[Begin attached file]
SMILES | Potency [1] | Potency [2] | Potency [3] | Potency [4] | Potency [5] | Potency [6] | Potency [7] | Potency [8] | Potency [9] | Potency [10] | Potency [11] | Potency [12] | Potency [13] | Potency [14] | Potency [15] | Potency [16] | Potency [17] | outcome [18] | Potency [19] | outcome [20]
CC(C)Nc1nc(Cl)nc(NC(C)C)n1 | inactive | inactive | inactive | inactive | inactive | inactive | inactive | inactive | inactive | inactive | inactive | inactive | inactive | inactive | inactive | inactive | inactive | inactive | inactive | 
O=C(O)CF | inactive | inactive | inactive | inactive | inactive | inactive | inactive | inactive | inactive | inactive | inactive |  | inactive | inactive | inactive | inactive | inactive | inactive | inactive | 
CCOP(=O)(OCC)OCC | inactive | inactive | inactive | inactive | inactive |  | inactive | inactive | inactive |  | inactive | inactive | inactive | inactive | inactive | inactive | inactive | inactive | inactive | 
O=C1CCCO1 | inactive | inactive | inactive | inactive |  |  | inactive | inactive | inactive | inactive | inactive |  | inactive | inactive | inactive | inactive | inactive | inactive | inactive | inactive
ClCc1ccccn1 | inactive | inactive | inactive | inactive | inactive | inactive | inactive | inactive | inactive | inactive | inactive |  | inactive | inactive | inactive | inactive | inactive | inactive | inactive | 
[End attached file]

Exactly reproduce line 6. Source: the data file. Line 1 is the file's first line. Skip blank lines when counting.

ClCc1ccccn1 | inactive | inactive | inactive | inactive | inactive | inactive | inactive | inactive | inactive | inactive | inactive |  | inactive | inactive | inactive | inactive | inactive | inactive | inactive | 